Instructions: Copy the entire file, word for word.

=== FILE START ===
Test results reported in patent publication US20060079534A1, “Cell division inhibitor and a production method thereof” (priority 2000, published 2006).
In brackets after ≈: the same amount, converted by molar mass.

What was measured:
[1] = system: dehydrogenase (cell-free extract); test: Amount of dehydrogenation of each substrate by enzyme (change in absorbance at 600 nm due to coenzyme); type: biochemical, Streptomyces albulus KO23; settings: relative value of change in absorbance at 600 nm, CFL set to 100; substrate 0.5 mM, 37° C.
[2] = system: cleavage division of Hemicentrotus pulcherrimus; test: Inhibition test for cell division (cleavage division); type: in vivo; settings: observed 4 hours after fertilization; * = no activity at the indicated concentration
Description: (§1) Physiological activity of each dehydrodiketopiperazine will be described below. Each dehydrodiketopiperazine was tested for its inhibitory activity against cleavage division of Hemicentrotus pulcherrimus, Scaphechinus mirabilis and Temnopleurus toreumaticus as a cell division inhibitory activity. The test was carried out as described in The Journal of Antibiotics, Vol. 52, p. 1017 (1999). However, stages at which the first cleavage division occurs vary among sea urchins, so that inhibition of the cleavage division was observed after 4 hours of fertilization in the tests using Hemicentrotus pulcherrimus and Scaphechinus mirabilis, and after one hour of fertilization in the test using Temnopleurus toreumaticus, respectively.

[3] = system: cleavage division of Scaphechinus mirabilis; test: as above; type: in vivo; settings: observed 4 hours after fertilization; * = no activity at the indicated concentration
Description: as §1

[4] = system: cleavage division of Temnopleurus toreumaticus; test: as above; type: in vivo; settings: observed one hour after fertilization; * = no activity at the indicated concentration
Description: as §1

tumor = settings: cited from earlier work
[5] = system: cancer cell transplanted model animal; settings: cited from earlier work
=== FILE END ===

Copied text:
Test results reported in patent publication US20060079534A1, “Cell division inhibitor and a production method thereof” (priority 2000, published 2006).
In brackets after ≈: the same amount, converted by molar mass.

What was measured:
[1] = system: dehydrogenase (cell-free extract); test: Amount of dehydrogenation of each substrate by enzyme (change in absorbance at 600 nm due to coenzyme); type: biochemical, Streptomyces albulus KO23; settings: relative value of change in absorbance at 600 nm, CFL set to 100; substrate 0.5 mM, 37° C.
[2] = system: cleavage division of Hemicentrotus pulcherrimus; test: Inhibition test for cell division (cleavage division); type: in vivo; settings: observed 4 hours after fertilization; * = no activity at the indicated concentration
Description: (§1) Physiological activity of each dehydrodiketopiperazine will be described below. Each dehydrodiketopiperazine was tested for its inhibitory activity against cleavage division of Hemicentrotus pulcherrimus, Scaphechinus mirabilis and Temnopleurus toreumaticus as a cell division inhibitory activity. The test was carried out as described in The Journal of Antibiotics, Vol. 52, p. 1017 (1999). However, stages at which the first cleavage division occurs vary among sea urchins, so that inhibition of the cleavage division was observed after 4 hours of fertilization in the tests using Hemicentrotus pulcherrimus and Scaphechinus mirabilis, and after one hour of fertilization in the test using Temnopleurus toreumaticus, respectively.

[3] = system: cleavage division of Scaphechinus mirabilis; test: as above; type: in vivo; settings: observed 4 hours after fertilization; * = no activity at the indicated concentration
Description: as §1

[4] = system: cleavage division of Temnopleurus toreumaticus; test: as above; type: in vivo; settings: observed one hour after fertilization; * = no activity at the indicated concentration
Description: as §1

tumor = settings: cited from earlier work
[5] = system: cancer cell transplanted model animal; settings: cited from earlier work